Science Says Adolescence Doesn’t End Until 25, & Here’s What That Means For Parents
When I was 24 years old, I was shelling out money for a one-bedroom apartment in South Brooklyn during the days when the average rent for the outer boroughs was around a grand (oh, what an innocent world back then). I was finishing up my undergraduate studies, working two jobs, and struggling to eat. I'd hardly call my young adult self an adolescent, but that doesn't mean experts agree. In fact, science now says adolescence doesn't end until 25. I can't help but wonder what that shift would mean for parents.
A team of Australian researchers write in an opinion piece published Wednesday in the journal Lancet Child & Adolescent Health that the age of adolescence should start at 10 years old — when puberty typically begins — and extend to 24 years old. In their paper, the researchers argue that young adults are hitting traditional milestones later in life, suggesting a "semi-dependency" that should change how adolescence is viewed, according to BBC News.
Lead author Susan Sawyer, director of the centre for adolescent health at the Royal Children's Hospital in Melbourne, writes in the piece,
Although many adult legal privileges start at age 18 years, the adoption of adult roles and responsibilities generally occurs later.
She continued, according to BBC News,
The ages of 10-24 years are a better fit with the development of adolescents nowadays.
Currently, health experts consider the end of adolescence to start at 18 years old, according to Psychology Today, with a four-year period of adjustment. If adolescence were to now end at age 24, that means this period of adjustment (considered by psychologists as the "trial independence" phase) would end around 29 years old. I don't know about you, but that's a ridiculous jump.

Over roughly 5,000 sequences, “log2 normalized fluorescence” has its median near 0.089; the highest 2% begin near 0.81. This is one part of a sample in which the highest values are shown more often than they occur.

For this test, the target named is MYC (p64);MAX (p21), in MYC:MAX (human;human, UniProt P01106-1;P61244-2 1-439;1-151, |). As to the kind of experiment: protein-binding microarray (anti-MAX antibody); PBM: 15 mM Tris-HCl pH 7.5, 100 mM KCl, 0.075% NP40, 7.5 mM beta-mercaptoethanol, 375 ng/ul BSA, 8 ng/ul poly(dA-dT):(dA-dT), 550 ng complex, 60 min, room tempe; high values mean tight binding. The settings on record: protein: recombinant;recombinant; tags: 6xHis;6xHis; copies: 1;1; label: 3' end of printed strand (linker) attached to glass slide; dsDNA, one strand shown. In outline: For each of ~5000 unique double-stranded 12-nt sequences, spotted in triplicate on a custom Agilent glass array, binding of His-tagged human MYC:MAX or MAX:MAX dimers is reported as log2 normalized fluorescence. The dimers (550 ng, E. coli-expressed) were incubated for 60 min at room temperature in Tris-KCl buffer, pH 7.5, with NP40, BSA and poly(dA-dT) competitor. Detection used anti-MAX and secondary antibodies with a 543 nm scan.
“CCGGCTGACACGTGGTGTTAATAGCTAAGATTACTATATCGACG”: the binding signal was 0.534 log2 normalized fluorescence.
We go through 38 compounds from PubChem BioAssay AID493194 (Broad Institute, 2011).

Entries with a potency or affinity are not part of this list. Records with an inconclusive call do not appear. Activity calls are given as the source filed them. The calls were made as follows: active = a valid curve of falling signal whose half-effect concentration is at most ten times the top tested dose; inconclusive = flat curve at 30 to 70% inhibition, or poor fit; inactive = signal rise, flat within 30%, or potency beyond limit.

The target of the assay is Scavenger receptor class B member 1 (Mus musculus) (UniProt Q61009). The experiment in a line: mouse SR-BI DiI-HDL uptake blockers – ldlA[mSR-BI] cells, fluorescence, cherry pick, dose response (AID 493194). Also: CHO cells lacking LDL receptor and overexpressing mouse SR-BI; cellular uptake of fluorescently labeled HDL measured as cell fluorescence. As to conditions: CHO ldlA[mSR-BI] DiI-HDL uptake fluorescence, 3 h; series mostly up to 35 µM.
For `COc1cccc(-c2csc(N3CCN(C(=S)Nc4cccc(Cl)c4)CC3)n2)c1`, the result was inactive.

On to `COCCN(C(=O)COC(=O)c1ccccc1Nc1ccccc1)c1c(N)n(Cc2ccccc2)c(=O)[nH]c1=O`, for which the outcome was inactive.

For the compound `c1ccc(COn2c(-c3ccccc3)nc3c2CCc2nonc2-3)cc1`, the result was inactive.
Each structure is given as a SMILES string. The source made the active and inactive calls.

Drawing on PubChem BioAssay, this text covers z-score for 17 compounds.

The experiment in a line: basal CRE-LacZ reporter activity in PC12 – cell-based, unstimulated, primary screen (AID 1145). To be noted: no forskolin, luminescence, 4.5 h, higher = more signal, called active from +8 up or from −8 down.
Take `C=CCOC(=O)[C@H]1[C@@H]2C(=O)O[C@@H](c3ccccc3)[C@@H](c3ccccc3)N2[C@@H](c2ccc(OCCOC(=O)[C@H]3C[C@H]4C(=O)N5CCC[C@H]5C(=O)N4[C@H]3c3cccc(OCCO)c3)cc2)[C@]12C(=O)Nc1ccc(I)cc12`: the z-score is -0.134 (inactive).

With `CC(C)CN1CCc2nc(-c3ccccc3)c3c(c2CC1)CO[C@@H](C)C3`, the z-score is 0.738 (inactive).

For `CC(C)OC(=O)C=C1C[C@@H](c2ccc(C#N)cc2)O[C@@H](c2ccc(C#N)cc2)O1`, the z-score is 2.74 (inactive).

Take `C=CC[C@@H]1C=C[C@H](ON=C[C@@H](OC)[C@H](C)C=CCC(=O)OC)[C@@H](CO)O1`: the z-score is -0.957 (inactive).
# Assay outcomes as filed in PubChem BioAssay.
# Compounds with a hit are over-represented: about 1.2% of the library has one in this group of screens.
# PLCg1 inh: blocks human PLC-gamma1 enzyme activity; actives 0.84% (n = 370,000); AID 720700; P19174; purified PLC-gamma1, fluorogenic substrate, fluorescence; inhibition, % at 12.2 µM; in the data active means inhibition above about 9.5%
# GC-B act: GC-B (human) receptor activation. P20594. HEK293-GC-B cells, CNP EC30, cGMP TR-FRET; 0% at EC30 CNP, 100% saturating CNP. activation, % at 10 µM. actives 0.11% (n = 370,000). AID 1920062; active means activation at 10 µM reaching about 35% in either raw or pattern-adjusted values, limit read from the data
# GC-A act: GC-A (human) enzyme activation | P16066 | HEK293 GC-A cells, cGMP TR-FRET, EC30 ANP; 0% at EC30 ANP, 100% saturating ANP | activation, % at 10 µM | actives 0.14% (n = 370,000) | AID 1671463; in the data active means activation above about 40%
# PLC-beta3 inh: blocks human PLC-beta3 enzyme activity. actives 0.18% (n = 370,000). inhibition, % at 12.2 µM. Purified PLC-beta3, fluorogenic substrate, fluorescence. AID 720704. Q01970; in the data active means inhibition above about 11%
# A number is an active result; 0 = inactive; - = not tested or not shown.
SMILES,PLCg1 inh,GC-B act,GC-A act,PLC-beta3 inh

The researchers are right that adults are reaching "milestones" at later ages (you know, marriage, parenting, owning a home — all those things that are not economically feasible for most of our generation before 35 years old). Statistics show that more people ages 18 to 29 are single nowadays — 64 percent in 2014 compared to 52 percent in 2004, according to Refinery29. And sure, the average age women had their first child was 24.9 in 1999 and jumped to 26.3 in 2014, according to NPR.
But delaying major life events doesn't mean you are any less of adult with independent responsibilities. Nor does it mean you are not reaching those milestones before 24 years old.
My younger sister, who turns 29 years old on Saturday, had her first child at that age. She was married in her early 20s. I had my son at 32 years old. I am not nor have I ever been married; in fact, I just ended a 12-year relationship over the summer. The ways in which a person lives their life and meets "milestones" looks different for every-single-body.
Sure, there are benefits to expanding adolescence. As Sawyer wrote in her Lancet Child & Adolescent Health paper, upping the age of adolescence could mean expanding policies that would better support young adults. That means easier access to social services and care that are often denied to young adults in need because of the year that they were born.
But ageism is still a thing. It affects older and younger people alike. Therefore expanding adolescence would treat a young parent's "desire for independence" as abnormal or unhealthy, Dr. Jan Macvarish, a parenting sociologist at the University of Kent, told BBC News.
Older children and young people are shaped far more significantly by society's expectations of them than by their intrinsic biological growth. There is nothing inevitably infantilizing about spending your early 20s in higher education or experimenting in the world of work.
I don't know about, but 24 years old is hardly an immature age. And it shouldn't be treated as one.
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